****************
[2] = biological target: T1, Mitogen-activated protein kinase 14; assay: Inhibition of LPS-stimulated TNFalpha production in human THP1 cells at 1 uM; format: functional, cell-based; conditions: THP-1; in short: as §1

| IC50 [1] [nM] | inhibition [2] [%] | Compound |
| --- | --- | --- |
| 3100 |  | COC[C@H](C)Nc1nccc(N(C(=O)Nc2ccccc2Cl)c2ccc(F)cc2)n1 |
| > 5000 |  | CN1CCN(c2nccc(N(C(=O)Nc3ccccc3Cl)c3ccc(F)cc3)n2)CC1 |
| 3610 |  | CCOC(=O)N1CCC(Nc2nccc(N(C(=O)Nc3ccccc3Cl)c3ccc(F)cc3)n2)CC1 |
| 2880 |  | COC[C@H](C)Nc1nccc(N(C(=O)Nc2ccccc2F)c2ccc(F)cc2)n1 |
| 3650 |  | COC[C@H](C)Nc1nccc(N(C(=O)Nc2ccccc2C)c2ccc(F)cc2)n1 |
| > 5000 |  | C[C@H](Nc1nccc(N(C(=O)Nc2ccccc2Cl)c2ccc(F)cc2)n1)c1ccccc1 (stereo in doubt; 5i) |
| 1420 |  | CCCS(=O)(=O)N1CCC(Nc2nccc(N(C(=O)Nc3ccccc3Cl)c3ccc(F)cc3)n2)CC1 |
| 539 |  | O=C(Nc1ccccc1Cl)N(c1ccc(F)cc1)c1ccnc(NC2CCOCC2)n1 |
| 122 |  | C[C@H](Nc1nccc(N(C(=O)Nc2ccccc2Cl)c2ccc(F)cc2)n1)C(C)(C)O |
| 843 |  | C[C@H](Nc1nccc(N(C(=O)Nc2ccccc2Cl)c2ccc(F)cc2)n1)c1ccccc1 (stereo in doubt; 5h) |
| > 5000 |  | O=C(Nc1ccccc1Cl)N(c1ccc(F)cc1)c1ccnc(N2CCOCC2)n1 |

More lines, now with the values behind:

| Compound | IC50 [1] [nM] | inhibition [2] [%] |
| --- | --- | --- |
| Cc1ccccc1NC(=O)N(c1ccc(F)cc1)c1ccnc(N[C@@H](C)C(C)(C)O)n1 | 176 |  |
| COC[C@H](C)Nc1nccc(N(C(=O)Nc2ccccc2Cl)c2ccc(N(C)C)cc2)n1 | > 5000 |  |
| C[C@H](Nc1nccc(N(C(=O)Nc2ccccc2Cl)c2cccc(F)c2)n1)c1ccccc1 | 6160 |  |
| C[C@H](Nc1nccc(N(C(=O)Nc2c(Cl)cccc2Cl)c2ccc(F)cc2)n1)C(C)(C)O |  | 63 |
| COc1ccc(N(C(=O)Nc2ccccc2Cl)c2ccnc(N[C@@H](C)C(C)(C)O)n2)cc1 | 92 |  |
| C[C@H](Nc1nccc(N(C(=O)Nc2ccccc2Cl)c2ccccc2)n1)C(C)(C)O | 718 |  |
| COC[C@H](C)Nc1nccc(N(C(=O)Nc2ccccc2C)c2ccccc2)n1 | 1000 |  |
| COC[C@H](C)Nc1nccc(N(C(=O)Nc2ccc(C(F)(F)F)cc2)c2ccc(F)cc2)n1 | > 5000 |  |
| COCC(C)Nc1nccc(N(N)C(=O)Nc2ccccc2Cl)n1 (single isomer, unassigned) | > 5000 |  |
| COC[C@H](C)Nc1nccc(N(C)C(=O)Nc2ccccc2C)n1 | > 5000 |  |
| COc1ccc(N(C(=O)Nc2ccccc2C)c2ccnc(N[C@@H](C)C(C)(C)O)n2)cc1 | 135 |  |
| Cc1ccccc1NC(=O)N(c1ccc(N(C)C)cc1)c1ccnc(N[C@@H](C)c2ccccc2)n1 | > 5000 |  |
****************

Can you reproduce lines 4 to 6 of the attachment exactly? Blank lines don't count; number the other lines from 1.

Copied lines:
| 3100 |  | COC[C@H](C)Nc1nccc(N(C(=O)Nc2ccccc2Cl)c2ccc(F)cc2)n1 |
| > 5000 |  | CN1CCN(c2nccc(N(C(=O)Nc3ccccc3Cl)c3ccc(F)cc3)n2)CC1 |
| 3610 |  | CCOC(=O)N1CCC(Nc2nccc(N(C(=O)Nc3ccccc3Cl)c3ccc(F)cc3)n2)CC1 |